WASHINGTON — WASHINGTON -- On Tuesday night, millions of Americans will gather in front of their TV sets to hear President Bush detail the state of this union.
But first they'll be hearing from Jim Molloy.
Mr. Molloy, the doorkeeper of the House, has been introducing men who need no introduction for nearly two decades. Before every State of the Union address, he ambles down the center aisle of the House chamber, straightens his beefy frame and bellows: "Mr. Speaker! The President of the United States!"
"Do I worry about it? Yeah," says the fast-talking 55-year-old former longshoreman, munching on a toothpick in his cluttered Capitol Hill office. "But I worry about it when it's over; it moves too fast."
Right now he is working 14- to 16-hour days trying to arrange seating -- not to mention media coverage and logistics -- for this joint session of Congress. It is no easy task to stuff what amounts to virtually the entire U.S. government, along with official family members and foreign ambassadors, into one room.
"We fill every nook and cranny," says Mr. Molloy, who first organized and announced President Ford's 1975 address. "It's show business and we're the producers. It's our Super Bowl."
Hundreds of ticket requests come from around the capital and the country, from lobbyists and embassy staff members to students. "We try to get some element of fairness," says Mr. Molloy, noting that a snappy letter might get a respondent a ticket.
Presidents "shall from time to time give to Congress information on the State of the Union," the U.S. Constitution states, but most just sent their speech by carriage to Capitol Hill. It was President Woodrow Wilson who institutionalized the more formal address Americans have come to expect.
Mr. Molloy's job and others like it have been around since before the earliest days of the republic, "a throwback to the days when they had powdered wigs," he notes.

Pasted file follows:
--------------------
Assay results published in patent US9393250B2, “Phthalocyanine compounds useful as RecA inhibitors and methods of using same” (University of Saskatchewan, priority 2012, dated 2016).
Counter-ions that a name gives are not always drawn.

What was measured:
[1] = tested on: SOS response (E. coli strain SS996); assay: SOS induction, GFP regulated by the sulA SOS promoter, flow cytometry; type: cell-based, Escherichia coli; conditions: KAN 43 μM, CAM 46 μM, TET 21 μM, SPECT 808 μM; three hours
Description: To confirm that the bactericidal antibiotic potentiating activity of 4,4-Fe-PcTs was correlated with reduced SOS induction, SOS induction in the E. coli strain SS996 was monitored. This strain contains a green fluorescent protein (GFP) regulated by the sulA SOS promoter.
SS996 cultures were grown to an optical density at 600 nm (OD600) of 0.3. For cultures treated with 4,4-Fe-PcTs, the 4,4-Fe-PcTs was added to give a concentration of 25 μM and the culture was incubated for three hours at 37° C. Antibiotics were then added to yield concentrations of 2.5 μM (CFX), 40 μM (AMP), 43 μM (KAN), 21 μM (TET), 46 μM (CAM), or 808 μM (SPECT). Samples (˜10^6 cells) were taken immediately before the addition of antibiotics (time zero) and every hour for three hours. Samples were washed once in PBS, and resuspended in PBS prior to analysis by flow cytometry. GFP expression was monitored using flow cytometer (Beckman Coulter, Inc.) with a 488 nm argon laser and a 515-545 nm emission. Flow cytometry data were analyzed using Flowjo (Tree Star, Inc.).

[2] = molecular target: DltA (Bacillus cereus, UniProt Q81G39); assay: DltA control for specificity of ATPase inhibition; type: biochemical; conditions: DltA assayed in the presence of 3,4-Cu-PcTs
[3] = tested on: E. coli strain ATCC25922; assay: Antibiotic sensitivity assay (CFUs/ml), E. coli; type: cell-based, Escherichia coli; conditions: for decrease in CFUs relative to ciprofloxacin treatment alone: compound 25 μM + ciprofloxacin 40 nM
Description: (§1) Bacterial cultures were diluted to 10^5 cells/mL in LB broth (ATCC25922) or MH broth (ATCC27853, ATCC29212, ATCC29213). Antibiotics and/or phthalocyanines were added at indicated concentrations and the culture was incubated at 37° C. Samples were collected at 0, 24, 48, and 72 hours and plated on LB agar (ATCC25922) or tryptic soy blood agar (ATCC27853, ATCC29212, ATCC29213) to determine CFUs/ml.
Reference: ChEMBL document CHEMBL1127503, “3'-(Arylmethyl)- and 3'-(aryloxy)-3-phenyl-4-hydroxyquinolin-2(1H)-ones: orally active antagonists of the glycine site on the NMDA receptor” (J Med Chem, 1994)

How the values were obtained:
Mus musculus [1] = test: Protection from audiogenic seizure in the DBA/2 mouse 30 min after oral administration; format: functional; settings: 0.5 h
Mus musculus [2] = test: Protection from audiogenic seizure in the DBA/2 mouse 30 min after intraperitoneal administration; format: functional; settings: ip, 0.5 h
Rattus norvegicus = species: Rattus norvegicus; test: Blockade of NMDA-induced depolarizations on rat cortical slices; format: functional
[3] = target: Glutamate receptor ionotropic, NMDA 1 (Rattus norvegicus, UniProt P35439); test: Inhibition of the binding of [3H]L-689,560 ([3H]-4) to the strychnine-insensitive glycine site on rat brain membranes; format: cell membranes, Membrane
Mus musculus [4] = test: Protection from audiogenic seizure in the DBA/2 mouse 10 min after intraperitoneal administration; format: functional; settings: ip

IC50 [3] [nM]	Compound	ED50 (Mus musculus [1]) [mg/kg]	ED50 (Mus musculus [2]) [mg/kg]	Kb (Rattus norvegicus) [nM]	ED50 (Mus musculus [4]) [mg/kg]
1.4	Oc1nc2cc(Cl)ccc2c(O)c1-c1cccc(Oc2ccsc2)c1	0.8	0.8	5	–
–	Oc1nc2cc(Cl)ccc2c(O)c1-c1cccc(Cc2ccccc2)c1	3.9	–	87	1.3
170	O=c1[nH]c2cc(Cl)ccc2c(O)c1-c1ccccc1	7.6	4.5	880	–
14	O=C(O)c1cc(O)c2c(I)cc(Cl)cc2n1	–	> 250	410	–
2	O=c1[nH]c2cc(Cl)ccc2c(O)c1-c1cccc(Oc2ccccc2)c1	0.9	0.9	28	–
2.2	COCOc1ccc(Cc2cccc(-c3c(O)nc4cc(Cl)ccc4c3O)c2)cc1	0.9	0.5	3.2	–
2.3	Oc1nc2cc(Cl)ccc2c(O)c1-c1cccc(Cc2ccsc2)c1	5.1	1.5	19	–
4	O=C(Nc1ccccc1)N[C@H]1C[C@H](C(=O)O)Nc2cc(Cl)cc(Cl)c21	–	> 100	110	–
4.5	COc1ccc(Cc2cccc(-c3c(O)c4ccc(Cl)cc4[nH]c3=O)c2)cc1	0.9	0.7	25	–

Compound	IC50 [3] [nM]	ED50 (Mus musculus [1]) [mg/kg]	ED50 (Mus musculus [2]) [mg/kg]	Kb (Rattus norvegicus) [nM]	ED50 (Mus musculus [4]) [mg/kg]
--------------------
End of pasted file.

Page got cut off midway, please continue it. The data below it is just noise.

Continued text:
Mr. Molloy can recall no major glitches during his stewardship over the past two decades. But there have been some humorous -- and tense -- moments.
Before Mr. Molloy introduced President Ford's Cabinet before one address, Secretary of State Henry A. Kissinger poked his head inside the chamber and whispered, "Tell them Henry and the boys are here." Mr. Molloy was afraid he'd blow his lines, but he didn't.
Another time, when the Supreme Court was ready to stroll down the aisle, Mr. Molloy announced: "Mr. Speaker! The Supreme Court!"
The next day, Chief Justice Warren E. Burger called, and he wasn't happy. The correct introduction, he informed Mr. Molloy, was: "Mr. Speaker, the chief justice and associate justices of the Supreme Court."
"He told me he was disturbed, felt that I showed disrespect for the court," said Mr. Molloy, who apologized and wrote to Mr. Burger. "He was a decent guy. . . . It was like a teacher talking to a student."
Working in the Capitol -- with a nice view of The Mall from his window -- is "the major league" for this "political creature" from Buffalo, N.Y., who recalls endless talk of unions and candidates at his Uncle "Fuzzy" Molloy's saloon.
He worked the South Buffalo docks as a longshoreman and then as a fireman. During that time, he also earned a law degree and rose quickly in the Democratic Party.
At 27, Mr. Molloy was the youngest Democratic ward chairman in New York state, and he was involved in the presidential campaign of John F. Kennedy and the Senate campaign of Robert F. Kennedy. Soon, he rode the patronage train from Buffalo to Washington, where he became the House of Representatives' top finance officer in 1969.
With the election that followed the Watergate scandal in 1974, reform-minded freshmen Congress members wanted to flex their muscles against the old order. As part of their plan -- and with Mr. Molloy's enthusiastic participation -- they ousted Doorkeeper William "Fishbait" Miller, a wise-cracking Mississippi native who had held the job for 28 years.
Besides organizing the State of the Union address, Mr. Molloy's $115,000-per-year job is largely an administrative one, overseeing some 500 employees, including pages and doormen, and keeping watch over House mail, photography and official documents.
He also announces all visitors to the House, from kings and queens to presidents and prime ministers. And he refers to them all as if they were beer-and-a-shot buddies at a South Buffalo bar.
"A super guy," he says of Canadian Prime Minister Brian Mulroney; the Dalai Lama, "I just liked him"; and Britain's Queen Elizabeth II, "a very nice lady."
Mr. Molloy soon bounds from his chair, ready to put the finishing touches on another State of the Union extravaganza, and then pauses: "I'm probably the luckiest stiff in the world."